Low Vitamin D is associated with ill health for seniors – review Oct 2019

Vitamin D as a Biomarker of Ill Health among the Over-50s: A Systematic Review of Cohort Studies

Nutrients 2019, 11(10), 2384; https://doi.org/10.3390/nu11102384

  • This study found an association of ill health with low blood levels of vitamin D.
  • There is an even stronger association with low TISSUE level of Vitamin D - due to restrictions by vitamin D Receptor and other genes

The Meta-analysis of Mortality and Vitamin D are listed here:

The Meta-analysis of Breathing and Vitamin D are listed here:

The Meta-analysis of Cardiovascular and Vitamin D are listed here:

The Meta-analysis of Seniors and Vitamin D are listed here:

 Download the PDF from VitaminDWiki

Silvia Caristia 1,Nicoletta Filigheddu 1,Francesco Barone-Adesi 1,Andrea Sarro 1,Tommaso Testa 1,Corrado Magnani 1,Gianluca Aimaretti 1,Fabrizio Faggiano 1,2 andPaolo Marzullo 1,3,*
1 Department of Translational Medicine, Università del Piemonte Orientale, 28100 Novara, Italy
2 Epidemiology Centre of Local Health Unit of Vercelli, 12100 Vercelli, Italy
3 I.R.C.C.S. Istituto Auxologico Italiano, Piancavallo, 28921 Verbania, Italy

Background: The association between circulating levels of vitamin D and the incidence of chronic diseases is known. The identification of vitamin D as a biomarker of physiological/pathological ageing could contribute to expanding current knowledge of its involvement in healthy ageing.

Methods: According to PRISMA guidelines, a systematic review was conducted on cohorts studying the role of 25OH-Vitamin D [25(OH)D] and 1,25(OH)2-Vitamin D [1,25(OH)2D] concentrations as biomarkers of healthy ageing. We consulted MedLine, Scopus, and Web of Science to search for studies on the association between vitamin D status in populations of originally healthy adults, and outcomes of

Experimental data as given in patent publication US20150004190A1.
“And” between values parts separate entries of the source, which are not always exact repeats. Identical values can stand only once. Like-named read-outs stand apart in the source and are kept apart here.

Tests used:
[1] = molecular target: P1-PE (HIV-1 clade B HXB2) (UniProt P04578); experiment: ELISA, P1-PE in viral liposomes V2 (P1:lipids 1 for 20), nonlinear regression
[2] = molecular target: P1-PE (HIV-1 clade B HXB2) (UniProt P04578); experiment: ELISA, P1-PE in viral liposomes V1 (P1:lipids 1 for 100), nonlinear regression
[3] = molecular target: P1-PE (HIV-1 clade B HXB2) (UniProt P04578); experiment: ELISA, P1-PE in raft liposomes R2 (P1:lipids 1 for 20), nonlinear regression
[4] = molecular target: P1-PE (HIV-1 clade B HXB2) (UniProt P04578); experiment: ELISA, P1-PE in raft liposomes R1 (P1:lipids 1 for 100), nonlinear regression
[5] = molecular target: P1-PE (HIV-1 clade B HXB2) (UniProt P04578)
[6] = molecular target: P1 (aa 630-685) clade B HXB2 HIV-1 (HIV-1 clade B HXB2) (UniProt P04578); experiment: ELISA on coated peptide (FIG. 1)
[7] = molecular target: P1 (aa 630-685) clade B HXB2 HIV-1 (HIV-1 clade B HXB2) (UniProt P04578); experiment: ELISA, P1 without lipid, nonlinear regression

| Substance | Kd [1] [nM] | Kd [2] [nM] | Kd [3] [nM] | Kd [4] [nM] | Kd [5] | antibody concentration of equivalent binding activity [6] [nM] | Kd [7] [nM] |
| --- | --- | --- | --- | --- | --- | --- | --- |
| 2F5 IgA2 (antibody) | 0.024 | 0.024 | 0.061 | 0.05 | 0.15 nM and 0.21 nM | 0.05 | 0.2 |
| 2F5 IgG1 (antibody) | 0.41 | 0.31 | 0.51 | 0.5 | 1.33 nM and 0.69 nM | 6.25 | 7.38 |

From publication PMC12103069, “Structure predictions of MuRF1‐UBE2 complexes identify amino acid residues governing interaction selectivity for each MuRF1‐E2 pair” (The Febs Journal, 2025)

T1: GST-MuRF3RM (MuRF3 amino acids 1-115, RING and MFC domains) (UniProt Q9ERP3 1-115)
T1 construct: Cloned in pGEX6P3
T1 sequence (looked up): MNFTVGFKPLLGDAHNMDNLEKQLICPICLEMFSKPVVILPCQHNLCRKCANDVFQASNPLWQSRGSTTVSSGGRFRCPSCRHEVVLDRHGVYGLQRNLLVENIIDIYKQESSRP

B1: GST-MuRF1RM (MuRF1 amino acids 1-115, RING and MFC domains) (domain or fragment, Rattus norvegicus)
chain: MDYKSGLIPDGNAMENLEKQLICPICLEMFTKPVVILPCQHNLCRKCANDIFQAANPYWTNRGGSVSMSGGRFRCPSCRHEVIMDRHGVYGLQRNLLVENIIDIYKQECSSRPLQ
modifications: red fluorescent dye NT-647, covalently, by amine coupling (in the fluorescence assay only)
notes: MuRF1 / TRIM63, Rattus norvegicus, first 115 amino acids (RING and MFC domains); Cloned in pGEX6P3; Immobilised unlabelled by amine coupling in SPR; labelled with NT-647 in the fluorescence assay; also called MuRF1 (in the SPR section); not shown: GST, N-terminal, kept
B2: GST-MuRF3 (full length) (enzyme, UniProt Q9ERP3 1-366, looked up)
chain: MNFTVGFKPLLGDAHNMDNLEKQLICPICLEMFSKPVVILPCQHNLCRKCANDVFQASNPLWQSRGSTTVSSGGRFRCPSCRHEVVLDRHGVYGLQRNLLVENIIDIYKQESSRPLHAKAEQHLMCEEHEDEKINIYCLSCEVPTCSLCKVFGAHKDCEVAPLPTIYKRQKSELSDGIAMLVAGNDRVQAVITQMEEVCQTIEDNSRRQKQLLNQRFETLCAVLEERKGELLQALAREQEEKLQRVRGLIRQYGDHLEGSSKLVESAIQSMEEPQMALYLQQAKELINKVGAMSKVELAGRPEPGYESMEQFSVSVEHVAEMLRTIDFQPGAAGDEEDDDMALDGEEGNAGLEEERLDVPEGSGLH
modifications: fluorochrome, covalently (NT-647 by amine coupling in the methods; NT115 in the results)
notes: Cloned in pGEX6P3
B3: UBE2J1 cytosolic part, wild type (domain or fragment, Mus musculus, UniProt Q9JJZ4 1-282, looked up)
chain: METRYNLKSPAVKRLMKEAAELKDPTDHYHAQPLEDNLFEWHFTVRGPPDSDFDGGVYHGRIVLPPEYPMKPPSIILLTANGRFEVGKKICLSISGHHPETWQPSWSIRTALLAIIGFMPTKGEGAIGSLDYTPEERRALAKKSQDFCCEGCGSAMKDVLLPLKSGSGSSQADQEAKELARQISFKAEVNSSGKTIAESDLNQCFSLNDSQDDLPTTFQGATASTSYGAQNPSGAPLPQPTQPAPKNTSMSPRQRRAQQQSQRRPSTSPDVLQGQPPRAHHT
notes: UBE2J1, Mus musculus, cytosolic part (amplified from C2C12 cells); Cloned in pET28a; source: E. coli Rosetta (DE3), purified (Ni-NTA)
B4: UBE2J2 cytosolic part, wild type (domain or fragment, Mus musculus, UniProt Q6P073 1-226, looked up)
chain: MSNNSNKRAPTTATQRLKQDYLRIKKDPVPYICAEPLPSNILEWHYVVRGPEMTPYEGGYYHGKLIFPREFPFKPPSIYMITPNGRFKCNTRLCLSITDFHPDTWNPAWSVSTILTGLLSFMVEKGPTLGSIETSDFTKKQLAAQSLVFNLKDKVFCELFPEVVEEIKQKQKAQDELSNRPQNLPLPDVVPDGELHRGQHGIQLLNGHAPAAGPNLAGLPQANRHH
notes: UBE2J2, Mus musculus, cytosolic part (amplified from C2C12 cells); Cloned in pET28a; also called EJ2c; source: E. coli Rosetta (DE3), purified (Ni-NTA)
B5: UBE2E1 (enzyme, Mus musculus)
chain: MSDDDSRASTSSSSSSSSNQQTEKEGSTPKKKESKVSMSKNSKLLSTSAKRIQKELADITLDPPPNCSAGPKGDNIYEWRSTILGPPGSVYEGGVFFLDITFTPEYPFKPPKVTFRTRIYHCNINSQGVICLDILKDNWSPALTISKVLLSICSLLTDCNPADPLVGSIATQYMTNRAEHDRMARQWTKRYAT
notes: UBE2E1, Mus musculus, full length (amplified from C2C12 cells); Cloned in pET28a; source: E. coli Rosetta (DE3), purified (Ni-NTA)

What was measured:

• longevity,
  • illness, and
  • physical and cognitive functionality.

The quality of the studies was assessed using the Newcastle Ottawa scale.

Results: Twenty cohorts from 24 articles were selected for this review. Inverse associations were found between low 25(OH)D levels and all-cause mortality, respiratory and cardiovascular events, as well as markers relating to hip and non-vertebral fractures. Associations between 1,25(OH)2D and healthy ageing outcomes gave similar results, although of lower clinical significance.

Conclusions: This systematic review pinpoints peculiar aspects of vitamin D as a multidimensional predictor of ill health in the ageing process. Further well-designed controlled trials to investigate whether vitamin D supplement results in superior outcomes are warranted in the future.

.Conclusions (from PDF)
Conclusively, 25(OH)D status acts as a worthy biomarker to predict

  • all-cause mortality,
  • pulmonary events, and
  • lung function,
  • cardiovascular/coronary events,
  • hip fractures,
  • early and/or premature death, and
  • sarcopenia incidence.

Conversely, no association was found with the risk of falls, as well as with bone mineral density, cognitive function, cardiometabolic, and cancer events in adult populations who were apparently healthy at baseline.

3199 visitors, last modified 24 Dec, 2019,
Printer Friendly Follow this page for updates